Taking photos with the iPhone in low light can result in grainy images, which will be especially noticeable in the darker areas of the scene. Reducing the exposure levels (to make the image darker) will help to reduce grain.
This also ensures that the highlights (bright areas of the image) don’t appear over-exposed. To reduce exposure, simply tap to set focus then swipe down on the screen until the image becomes dark enough.
You should also check out apps such as Cortex Cam and Average Cam Pro which can produce great results at night. These apps take several shots at different exposures and then combine the images into a single well-exposed photo with little or no grain.
When using these apps you need to keep the iPhone perfectly still while the photos are being taken. If there’s any movement the photo will appear blurred. Cortex Cam can be used hand-held if you have a steady hand, but a tripod is the best option.
Alternatively, try using the native Camera app’s HDR mode which also takes several exposures and then combines them into a single photo. Make sure the HDR mode is turned off when capturing moving subjects, otherwise they’re likely to appear blurred.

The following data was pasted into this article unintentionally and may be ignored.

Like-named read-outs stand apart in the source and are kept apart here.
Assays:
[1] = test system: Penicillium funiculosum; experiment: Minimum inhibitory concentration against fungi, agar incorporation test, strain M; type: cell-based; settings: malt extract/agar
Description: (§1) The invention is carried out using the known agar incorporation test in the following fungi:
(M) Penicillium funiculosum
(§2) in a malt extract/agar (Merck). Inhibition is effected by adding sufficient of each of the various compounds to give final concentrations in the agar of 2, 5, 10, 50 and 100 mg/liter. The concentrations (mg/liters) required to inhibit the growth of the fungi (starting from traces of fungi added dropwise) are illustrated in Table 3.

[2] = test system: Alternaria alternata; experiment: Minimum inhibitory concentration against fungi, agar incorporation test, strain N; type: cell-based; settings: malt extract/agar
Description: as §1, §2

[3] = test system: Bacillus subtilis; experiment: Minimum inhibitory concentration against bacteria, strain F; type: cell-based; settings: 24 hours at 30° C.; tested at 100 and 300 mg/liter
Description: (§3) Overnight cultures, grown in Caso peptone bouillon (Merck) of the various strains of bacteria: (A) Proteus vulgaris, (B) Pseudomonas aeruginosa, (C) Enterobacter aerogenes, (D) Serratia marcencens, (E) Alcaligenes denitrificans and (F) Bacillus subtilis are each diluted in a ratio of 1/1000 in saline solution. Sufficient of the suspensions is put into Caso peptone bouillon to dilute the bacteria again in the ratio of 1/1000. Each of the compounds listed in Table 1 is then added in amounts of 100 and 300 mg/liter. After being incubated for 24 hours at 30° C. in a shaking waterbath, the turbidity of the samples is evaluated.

7. Shoot In Different Kinds Of Weather
We often tend to only take photos in good weather when the sun is shining. But shooting in different kinds of weather will create more variety and interest in your city shots.
Sunny weather will create different effects depending on the time of day that you shoot. During the golden hours of sunrise and sunset, the light will be a beautiful warm color and your subjects will cast wonderful long shadows in the scene.
If you shoot when the sun is very bright, it will create a high contrast image with dark shadows and bright highlights. These kinds of photos look great when converted to black and white.